Organization: The Center for Culture, Organization, and Politics of the University of California at Berkeley’s Institute for Research on Labor and Employment
Summary: As state appropriations for higher education have declined, the average cost of tuition and fees has escalated. Students are borrowing more to pay for their education, and colleges are borrowing more to finance capital projects to stay ahead in the amenities arms race.
A group of economic-sociology graduate students centered at the University of California at Berkeley asserts that the combined total of student debt, institutional debt, and equity investments in for-profit colleges hit $45-billion in 2012—a figure that was more than double, in inflation-adjusted dollars, what it was just 10 years earlier. While instructional spending remains flat, colleges are spending the largest share of their money on amenities in hopes of attracting students who can afford to pay full freight. Ultimately the burden falls on all students, the authors maintain.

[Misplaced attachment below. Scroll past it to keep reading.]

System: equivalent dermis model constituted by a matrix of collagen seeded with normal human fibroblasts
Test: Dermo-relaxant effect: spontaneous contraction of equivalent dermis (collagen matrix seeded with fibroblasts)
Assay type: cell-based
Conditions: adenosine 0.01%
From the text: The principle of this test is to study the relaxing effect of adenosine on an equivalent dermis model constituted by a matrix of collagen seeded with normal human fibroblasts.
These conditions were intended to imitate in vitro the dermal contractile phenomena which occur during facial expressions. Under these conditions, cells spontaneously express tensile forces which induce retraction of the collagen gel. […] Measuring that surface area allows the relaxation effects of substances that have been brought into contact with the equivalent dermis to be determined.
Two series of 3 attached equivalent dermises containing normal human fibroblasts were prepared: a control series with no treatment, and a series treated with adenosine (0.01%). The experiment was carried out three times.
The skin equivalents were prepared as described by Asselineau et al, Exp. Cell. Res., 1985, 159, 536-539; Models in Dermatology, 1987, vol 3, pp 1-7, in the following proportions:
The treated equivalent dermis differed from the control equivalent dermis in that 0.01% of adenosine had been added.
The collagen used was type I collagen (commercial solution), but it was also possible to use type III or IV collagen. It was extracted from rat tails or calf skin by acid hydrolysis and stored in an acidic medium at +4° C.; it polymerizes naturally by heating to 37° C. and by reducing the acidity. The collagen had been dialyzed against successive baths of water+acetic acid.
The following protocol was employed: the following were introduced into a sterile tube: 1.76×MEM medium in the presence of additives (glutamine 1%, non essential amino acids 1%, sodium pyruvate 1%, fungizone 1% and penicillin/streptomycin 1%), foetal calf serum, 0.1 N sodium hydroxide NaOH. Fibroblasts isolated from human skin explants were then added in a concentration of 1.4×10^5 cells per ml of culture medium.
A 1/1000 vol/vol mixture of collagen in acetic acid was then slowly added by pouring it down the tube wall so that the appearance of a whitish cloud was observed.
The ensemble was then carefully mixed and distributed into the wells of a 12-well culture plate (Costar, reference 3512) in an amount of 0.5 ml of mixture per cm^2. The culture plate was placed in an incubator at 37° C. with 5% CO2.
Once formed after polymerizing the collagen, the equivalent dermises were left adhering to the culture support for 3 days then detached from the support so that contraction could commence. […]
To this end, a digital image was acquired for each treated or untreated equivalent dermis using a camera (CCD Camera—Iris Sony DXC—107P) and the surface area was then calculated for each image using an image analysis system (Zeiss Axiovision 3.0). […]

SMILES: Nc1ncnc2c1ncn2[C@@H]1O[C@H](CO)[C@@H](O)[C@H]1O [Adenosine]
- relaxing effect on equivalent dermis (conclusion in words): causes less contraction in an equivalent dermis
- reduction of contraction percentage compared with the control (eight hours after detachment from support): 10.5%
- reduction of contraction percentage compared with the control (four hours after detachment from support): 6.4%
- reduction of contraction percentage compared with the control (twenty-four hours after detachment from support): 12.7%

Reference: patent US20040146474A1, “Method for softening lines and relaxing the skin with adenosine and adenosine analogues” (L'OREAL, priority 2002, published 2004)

“All of this financing comes at great cost, in the form of either interest payments or profits earned to satisfy equity investors,” the report says.
The report relies on figures obtained from the Education Department’s Integrated Postsecondary Education Data System as well as research on college costs conducted by a number of scholars.
Bottom Line: Vast growth in the servicing of student-loan debt and institutional debt, as well as equity investments in for-profit colleges, is consuming as much as 9 percent of all higher-education spending in the United States.